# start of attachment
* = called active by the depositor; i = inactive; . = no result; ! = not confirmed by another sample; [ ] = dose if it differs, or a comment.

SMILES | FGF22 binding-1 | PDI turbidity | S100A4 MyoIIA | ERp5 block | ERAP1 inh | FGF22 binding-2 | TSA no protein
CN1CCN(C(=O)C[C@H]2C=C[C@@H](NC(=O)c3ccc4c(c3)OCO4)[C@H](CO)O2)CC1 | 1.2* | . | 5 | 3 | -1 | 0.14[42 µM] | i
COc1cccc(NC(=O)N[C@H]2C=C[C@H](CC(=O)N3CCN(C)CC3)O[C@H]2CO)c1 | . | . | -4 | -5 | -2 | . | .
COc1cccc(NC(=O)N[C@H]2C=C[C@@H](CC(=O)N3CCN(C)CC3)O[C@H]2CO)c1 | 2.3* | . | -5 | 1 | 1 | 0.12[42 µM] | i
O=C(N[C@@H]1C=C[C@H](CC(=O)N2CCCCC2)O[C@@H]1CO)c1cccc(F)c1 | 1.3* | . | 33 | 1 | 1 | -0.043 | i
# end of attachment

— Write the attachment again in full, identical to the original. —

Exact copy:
* = called active by the depositor; i = inactive; . = no result; ! = not confirmed by another sample; [ ] = dose if it differs, or a comment.

SMILES | FGF22 binding-1 | PDI turbidity | S100A4 MyoIIA | ERp5 block | ERAP1 inh | FGF22 binding-2 | TSA no protein
CN1CCN(C(=O)C[C@H]2C=C[C@@H](NC(=O)c3ccc4c(c3)OCO4)[C@H](CO)O2)CC1 | 1.2* | . | 5 | 3 | -1 | 0.14[42 µM] | i
COc1cccc(NC(=O)N[C@H]2C=C[C@H](CC(=O)N3CCN(C)CC3)O[C@H]2CO)c1 | . | . | -4 | -5 | -2 | . | .
COc1cccc(NC(=O)N[C@H]2C=C[C@@H](CC(=O)N3CCN(C)CC3)O[C@H]2CO)c1 | 2.3* | . | -5 | 1 | 1 | 0.12[42 µM] | i
O=C(N[C@@H]1C=C[C@H](CC(=O)N2CCCCC2)O[C@@H]1CO)c1cccc(F)c1 | 1.3* | . | 33 | 1 | 1 | -0.043 | i